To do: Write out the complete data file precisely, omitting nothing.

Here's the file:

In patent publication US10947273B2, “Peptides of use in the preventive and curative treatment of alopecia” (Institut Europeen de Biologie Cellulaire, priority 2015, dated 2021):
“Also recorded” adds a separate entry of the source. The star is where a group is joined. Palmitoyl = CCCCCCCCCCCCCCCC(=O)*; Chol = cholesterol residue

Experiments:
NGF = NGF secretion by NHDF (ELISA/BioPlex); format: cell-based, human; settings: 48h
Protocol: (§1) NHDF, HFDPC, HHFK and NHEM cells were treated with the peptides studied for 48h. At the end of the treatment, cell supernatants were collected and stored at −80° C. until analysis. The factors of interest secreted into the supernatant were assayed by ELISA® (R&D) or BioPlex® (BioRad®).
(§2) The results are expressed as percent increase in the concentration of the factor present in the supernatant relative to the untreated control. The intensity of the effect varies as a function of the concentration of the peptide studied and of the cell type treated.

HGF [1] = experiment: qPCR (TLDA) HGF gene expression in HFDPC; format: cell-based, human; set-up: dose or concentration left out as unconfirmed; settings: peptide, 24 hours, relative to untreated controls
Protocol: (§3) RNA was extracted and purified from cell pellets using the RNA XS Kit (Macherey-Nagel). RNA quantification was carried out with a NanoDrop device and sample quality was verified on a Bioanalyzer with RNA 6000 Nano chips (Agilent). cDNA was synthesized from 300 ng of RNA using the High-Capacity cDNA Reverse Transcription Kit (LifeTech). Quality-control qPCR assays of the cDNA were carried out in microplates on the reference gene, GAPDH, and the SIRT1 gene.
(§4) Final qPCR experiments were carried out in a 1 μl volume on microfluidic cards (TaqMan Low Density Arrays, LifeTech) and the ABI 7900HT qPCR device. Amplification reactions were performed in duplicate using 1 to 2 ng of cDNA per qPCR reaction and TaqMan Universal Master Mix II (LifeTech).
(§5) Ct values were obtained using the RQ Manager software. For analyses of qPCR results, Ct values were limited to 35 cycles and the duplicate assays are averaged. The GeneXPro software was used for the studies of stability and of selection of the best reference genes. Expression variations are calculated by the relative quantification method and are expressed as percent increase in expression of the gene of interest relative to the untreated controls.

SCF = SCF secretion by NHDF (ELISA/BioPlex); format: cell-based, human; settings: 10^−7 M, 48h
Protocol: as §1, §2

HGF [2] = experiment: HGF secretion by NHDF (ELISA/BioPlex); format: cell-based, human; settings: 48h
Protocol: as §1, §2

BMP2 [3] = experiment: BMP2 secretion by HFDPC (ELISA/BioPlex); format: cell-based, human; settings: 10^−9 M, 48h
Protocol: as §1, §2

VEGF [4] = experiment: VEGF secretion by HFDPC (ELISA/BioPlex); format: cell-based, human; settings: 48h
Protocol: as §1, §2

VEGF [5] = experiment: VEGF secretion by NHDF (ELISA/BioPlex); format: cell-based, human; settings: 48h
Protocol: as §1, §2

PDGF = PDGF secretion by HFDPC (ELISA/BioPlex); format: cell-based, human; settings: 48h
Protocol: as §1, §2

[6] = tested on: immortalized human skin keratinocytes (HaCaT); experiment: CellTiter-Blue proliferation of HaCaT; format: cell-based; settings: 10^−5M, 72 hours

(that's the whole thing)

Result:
In patent publication US10947273B2, “Peptides of use in the preventive and curative treatment of alopecia” (Institut Europeen de Biologie Cellulaire, priority 2015, dated 2021):
“Also recorded” adds a separate entry of the source. The star is where a group is joined. Palmitoyl = CCCCCCCCCCCCCCCC(=O)*; Chol = cholesterol residue

Experiments:
NGF = NGF secretion by NHDF (ELISA/BioPlex); format: cell-based, human; settings: 48h
Protocol: (§1) NHDF, HFDPC, HHFK and NHEM cells were treated with the peptides studied for 48h. At the end of the treatment, cell supernatants were collected and stored at −80° C. until analysis. The factors of interest secreted into the supernatant were assayed by ELISA® (R&D) or BioPlex® (BioRad®).
(§2) The results are expressed as percent increase in the concentration of the factor present in the supernatant relative to the untreated control. The intensity of the effect varies as a function of the concentration of the peptide studied and of the cell type treated.

HGF [1] = experiment: qPCR (TLDA) HGF gene expression in HFDPC; format: cell-based, human; set-up: dose or concentration left out as unconfirmed; settings: peptide, 24 hours, relative to untreated controls
Protocol: (§3) RNA was extracted and purified from cell pellets using the RNA XS Kit (Macherey-Nagel). RNA quantification was carried out with a NanoDrop device and sample quality was verified on a Bioanalyzer with RNA 6000 Nano chips (Agilent). cDNA was synthesized from 300 ng of RNA using the High-Capacity cDNA Reverse Transcription Kit (LifeTech). Quality-control qPCR assays of the cDNA were carried out in microplates on the reference gene, GAPDH, and the SIRT1 gene.
(§4) Final qPCR experiments were carried out in a 1 μl volume on microfluidic cards (TaqMan Low Density Arrays, LifeTech) and the ABI 7900HT qPCR device. Amplification reactions were performed in duplicate using 1 to 2 ng of cDNA per qPCR reaction and TaqMan Universal Master Mix II (LifeTech).
(§5) Ct values were obtained using the RQ Manager software. For analyses of qPCR results, Ct values were limited to 35 cycles and the duplicate assays are averaged. The GeneXPro software was used for the studies of stability and of selection of the best reference genes. Expression variations are calculated by the relative quantification method and are expressed as percent increase in expression of the gene of interest relative to the untreated controls.

SCF = SCF secretion by NHDF (ELISA/BioPlex); format: cell-based, human; settings: 10^−7 M, 48h
Protocol: as §1, §2

HGF [2] = experiment: HGF secretion by NHDF (ELISA/BioPlex); format: cell-based, human; settings: 48h
Protocol: as §1, §2

BMP2 [3] = experiment: BMP2 secretion by HFDPC (ELISA/BioPlex); format: cell-based, human; settings: 10^−9 M, 48h
Protocol: as §1, §2

VEGF [4] = experiment: VEGF secretion by HFDPC (ELISA/BioPlex); format: cell-based, human; settings: 48h
Protocol: as §1, §2

VEGF [5] = experiment: VEGF secretion by NHDF (ELISA/BioPlex); format: cell-based, human; settings: 48h
Protocol: as §1, §2

PDGF = PDGF secretion by HFDPC (ELISA/BioPlex); format: cell-based, human; settings: 48h
Protocol: as §1, §2

[6] = tested on: immortalized human skin keratinocytes (HaCaT); experiment: CellTiter-Blue proliferation of HaCaT; format: cell-based; settings: 10^−5M, 72 hours